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This question already has an answer here:

I need a command that colorizes some symbol sequence in output of a certain command. I'd like it like grep make it.

$ some-command | grep symbol-sequence

However grep removed lines that isn't contained symbol-sequence. I'd like to have all original lines with highlighted symbol-sequence. How it can be done?


I have alias grep='grep --color=auto' in ~/.bashrc

marked as duplicate by manatwork, devnull, Bernhard, Anthon, slm Apr 9 '14 at 14:36

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  • add an --color=always at the end of the line – Valentin Bajrami Apr 9 '14 at 12:56
  • @val0x00ff Good point, but this doesn't solve the OP's problem who would like to have also the lines that don't match in the output. – lgeorget Apr 9 '14 at 13:03
  • @val0x00ff - Thank you. However, I have colorized output always. I expanded question – Loom Apr 9 '14 at 13:08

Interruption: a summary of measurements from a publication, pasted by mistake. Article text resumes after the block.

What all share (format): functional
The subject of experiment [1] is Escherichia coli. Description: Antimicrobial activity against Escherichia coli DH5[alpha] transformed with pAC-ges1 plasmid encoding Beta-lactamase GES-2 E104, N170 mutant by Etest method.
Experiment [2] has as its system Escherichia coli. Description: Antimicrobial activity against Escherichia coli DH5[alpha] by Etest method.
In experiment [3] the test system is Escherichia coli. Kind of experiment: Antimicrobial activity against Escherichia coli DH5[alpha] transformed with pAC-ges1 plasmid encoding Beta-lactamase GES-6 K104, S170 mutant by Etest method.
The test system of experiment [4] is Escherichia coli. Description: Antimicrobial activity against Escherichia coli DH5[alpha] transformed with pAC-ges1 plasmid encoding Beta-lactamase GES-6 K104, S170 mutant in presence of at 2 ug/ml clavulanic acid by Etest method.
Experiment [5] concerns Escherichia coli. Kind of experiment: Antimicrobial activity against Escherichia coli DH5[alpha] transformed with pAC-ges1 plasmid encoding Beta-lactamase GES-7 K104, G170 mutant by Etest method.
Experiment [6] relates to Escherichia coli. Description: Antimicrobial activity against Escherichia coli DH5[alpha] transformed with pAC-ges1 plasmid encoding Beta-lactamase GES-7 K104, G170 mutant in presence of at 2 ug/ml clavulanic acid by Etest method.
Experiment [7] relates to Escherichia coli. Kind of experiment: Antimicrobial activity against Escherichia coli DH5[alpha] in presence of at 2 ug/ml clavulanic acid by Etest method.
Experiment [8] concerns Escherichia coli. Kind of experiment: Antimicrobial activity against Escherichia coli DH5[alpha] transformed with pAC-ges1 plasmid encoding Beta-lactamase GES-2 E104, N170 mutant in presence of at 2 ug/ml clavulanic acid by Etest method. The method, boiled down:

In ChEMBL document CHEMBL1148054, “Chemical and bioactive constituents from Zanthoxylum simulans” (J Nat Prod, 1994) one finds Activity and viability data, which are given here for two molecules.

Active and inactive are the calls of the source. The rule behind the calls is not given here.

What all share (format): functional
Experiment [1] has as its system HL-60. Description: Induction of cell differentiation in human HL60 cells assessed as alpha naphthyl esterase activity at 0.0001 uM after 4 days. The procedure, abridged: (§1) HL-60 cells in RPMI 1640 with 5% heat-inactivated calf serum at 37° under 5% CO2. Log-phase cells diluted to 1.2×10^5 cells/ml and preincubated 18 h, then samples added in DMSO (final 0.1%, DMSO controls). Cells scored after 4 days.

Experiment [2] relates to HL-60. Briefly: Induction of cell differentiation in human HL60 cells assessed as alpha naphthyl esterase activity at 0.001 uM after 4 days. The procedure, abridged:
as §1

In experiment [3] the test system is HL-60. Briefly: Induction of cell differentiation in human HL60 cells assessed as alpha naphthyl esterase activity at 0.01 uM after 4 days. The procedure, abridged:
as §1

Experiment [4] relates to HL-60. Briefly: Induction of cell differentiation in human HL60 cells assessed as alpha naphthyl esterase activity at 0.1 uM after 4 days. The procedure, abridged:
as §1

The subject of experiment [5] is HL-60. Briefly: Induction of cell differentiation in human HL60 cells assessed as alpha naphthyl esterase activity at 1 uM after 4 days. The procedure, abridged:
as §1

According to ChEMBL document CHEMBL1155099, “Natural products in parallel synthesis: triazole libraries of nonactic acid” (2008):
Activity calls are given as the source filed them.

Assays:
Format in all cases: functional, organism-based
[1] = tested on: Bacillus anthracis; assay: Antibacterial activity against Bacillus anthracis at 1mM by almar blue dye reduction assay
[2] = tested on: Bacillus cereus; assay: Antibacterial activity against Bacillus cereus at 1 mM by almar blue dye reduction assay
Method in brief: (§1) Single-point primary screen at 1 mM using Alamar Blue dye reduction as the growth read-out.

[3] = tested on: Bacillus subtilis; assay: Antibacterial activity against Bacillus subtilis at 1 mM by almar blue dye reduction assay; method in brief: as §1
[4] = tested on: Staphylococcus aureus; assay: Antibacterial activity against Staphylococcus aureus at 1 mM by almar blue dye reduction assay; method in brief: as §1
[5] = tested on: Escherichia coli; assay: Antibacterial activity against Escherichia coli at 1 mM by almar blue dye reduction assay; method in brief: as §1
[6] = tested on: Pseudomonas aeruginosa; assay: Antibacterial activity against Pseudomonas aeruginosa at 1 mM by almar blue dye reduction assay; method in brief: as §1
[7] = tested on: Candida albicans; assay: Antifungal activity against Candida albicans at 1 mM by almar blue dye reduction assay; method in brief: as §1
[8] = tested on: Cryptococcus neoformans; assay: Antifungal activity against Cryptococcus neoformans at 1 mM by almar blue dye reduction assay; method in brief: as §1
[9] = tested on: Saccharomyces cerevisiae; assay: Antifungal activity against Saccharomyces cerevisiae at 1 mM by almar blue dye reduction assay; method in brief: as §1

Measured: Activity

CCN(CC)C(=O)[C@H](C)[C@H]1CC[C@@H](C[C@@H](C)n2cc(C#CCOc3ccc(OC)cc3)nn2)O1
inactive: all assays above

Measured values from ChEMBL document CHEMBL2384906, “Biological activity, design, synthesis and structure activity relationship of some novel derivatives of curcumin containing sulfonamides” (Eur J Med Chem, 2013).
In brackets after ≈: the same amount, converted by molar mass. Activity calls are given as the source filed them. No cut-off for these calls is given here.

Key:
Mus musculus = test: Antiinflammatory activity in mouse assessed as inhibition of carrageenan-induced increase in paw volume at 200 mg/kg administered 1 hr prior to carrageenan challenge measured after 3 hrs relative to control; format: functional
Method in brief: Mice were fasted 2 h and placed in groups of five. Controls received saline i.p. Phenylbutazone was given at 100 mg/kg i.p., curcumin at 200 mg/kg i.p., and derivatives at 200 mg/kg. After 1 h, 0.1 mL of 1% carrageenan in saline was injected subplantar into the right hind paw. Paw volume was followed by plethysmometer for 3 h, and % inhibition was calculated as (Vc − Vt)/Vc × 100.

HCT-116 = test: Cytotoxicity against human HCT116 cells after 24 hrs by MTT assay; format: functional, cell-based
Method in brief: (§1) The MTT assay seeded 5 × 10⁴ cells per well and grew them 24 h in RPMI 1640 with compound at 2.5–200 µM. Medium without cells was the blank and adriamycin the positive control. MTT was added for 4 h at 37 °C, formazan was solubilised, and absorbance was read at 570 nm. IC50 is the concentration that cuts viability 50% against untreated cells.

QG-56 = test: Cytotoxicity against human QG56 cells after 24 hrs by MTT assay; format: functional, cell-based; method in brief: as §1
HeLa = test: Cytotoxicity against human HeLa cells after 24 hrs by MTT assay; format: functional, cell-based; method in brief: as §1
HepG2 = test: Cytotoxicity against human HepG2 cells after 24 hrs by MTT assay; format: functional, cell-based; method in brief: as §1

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You can do that using the ANSI control characters:

some-command | sed 's/symbol-sequence/^[[0;32;2m symbol-sequence^[[0;0m/'

The characters ^[ are not a regular ^ followed by a regular [. It is an unprintable character. You can get it on most terminal by typing Ctrl-v Ctrl-Esc. The second [ is a real [ though.

If you prefer full-ascii, here is a copy-pastable version which has the same effect:

some-command | sed 's/symbol-sequence/\x1B[0;32;2m symbol-sequence\x1B[0;0m/'

You can change the "32" and the "2" in the above command to change the colors and style in the output. Look for "ANSI escape sequences" in any search engine for details and color codes.

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